Trump: N. Korea sanctions are only a small stepReuters
September 13. 2017 12:13AM
WASHINGTON — President Donald Trump said on Tuesday the latest U.N. sanctions on North Korea agreed this week were only a very small step and nothing compared to what would have to happen to deal with the country's nuclear program.
U.S. Treasury Secretary Steven Mnuchin warned China that if it did not follow through on the new sanctions, the United States would "put additional sanctions on them and prevent them from accessing the U.S. and international dollar system."
Another senior administration official told Reuters any such "secondary sanctions" on Chinese banks and other companies were on hold for now to give China time to show it was prepared to fully enforce the latest and previous rounds of sanctions.
The U.N. Security Council voted to boost sanctions on North Korea on Monday, banning its textile exports and capping fuel supplies, prompting a traditionally defiant threat of retaliation against the United States.
The U.N. move was triggered by the North's sixth and largest nuclear test this month.
It was the ninth such resolution unanimously adopted by the 15-member Security Council over North Korea's ballistic missile and nuclear programs since 2006.
A tougher initial U.S. draft was weakened to win the support of China, Pyongyang's main ally and trading partner, and Russia, both of which hold U.N. veto power.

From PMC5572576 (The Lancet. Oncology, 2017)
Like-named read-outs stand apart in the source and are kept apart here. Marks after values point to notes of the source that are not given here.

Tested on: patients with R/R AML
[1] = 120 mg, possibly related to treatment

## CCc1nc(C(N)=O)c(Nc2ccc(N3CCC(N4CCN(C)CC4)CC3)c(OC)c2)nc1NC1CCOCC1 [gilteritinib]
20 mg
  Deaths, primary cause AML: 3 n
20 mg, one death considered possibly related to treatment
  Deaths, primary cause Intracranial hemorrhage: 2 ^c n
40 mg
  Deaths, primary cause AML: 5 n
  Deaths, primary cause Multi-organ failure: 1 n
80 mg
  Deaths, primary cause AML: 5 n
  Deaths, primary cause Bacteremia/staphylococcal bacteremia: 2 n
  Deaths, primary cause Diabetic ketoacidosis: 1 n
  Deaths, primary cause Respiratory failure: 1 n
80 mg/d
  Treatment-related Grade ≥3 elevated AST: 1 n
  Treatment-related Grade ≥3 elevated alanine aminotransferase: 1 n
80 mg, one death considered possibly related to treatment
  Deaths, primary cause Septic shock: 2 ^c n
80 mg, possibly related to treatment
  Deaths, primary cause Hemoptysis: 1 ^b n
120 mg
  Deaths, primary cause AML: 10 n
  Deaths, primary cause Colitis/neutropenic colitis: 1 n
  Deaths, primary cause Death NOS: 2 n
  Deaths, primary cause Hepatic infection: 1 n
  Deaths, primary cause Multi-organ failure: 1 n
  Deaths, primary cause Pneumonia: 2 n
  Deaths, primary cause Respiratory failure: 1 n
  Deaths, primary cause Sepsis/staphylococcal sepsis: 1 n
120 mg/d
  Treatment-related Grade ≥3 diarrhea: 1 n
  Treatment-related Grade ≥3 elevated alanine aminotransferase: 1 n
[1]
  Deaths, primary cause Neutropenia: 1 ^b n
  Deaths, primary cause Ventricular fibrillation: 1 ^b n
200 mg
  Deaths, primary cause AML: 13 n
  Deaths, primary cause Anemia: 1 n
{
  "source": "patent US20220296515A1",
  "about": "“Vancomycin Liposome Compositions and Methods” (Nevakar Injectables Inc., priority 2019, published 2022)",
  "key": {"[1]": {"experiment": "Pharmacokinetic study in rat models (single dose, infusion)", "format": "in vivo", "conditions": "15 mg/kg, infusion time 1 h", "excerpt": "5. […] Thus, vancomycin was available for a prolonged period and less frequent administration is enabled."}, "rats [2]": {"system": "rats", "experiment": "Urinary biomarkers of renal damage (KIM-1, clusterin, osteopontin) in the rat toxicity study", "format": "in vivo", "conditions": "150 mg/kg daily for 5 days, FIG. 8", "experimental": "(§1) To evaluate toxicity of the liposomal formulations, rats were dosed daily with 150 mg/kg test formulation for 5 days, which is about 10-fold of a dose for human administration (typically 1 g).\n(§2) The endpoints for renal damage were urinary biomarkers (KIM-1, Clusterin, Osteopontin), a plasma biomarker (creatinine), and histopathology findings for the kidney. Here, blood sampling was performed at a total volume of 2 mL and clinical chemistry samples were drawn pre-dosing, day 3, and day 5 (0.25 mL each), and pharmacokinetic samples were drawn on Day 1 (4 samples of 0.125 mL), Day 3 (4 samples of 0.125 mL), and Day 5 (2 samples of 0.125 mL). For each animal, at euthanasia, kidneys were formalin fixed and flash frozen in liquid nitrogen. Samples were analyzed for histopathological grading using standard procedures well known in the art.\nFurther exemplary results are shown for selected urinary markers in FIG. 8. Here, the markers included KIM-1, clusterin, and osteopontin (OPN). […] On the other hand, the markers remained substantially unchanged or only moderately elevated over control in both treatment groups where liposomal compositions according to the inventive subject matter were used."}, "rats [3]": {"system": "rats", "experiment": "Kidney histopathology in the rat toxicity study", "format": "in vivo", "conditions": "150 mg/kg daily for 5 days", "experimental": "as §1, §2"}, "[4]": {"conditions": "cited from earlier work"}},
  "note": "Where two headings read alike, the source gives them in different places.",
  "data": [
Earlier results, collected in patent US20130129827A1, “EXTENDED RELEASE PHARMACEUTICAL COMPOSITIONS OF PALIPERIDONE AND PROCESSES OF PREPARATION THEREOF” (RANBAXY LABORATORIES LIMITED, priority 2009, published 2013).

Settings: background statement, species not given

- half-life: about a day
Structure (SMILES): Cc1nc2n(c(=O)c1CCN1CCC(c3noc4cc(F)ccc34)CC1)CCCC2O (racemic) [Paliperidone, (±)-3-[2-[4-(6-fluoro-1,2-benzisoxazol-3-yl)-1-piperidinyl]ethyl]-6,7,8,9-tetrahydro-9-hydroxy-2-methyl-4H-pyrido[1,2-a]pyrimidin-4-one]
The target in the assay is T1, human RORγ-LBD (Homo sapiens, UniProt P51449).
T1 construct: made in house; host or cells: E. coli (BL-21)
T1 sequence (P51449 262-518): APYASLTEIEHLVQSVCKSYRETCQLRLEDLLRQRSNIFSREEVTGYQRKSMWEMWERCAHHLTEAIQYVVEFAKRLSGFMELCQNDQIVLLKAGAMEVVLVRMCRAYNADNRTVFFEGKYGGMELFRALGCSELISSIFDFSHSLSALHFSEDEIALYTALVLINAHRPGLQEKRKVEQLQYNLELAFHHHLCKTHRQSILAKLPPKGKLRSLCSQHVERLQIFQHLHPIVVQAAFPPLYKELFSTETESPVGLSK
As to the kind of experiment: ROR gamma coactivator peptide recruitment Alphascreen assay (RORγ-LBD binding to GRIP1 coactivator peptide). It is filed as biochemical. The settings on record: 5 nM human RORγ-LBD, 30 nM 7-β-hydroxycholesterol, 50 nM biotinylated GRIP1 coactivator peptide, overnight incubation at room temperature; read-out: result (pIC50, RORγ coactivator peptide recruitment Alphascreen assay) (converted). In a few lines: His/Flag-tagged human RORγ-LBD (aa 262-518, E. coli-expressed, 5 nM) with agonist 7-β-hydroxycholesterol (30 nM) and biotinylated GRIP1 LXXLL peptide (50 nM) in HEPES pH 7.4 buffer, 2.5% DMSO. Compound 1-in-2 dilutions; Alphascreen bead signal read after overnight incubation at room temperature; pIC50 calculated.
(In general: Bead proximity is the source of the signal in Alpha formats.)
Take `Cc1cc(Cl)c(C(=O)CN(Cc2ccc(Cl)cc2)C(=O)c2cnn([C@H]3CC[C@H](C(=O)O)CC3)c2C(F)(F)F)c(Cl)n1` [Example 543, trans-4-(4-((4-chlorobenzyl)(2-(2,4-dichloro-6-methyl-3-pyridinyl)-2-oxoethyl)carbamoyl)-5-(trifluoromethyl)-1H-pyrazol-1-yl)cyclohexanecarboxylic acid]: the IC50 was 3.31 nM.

Significantly, it stopped short of imposing a full embargo on oil exports to North Korea, most of which come from China.
"We think it's just another very small step, not a big deal," Trump told reporters at the start of a meeting with Malaysian Prime Minister Najib Razak.
"I don't know if it has any impact, but certainly it was nice to get a 15-to-nothing vote, but those sanctions are nothing compared to what ultimately will have to happen,” said Trump, who has vowed not to allow North Korea to develop a nuclear missile capable of hitting the United States.
Asked if Trump was considering other actions, including cutting off Chinese banks from the U.S. financial system, White House spokesman Sarah Sanders said:
"All options are on the table. The President has also said that he wants every country involved to step up and do more.
This was a small step in that process, and we're hoping that they'll all take a greater role and a more active role in putting pressure on North Korea."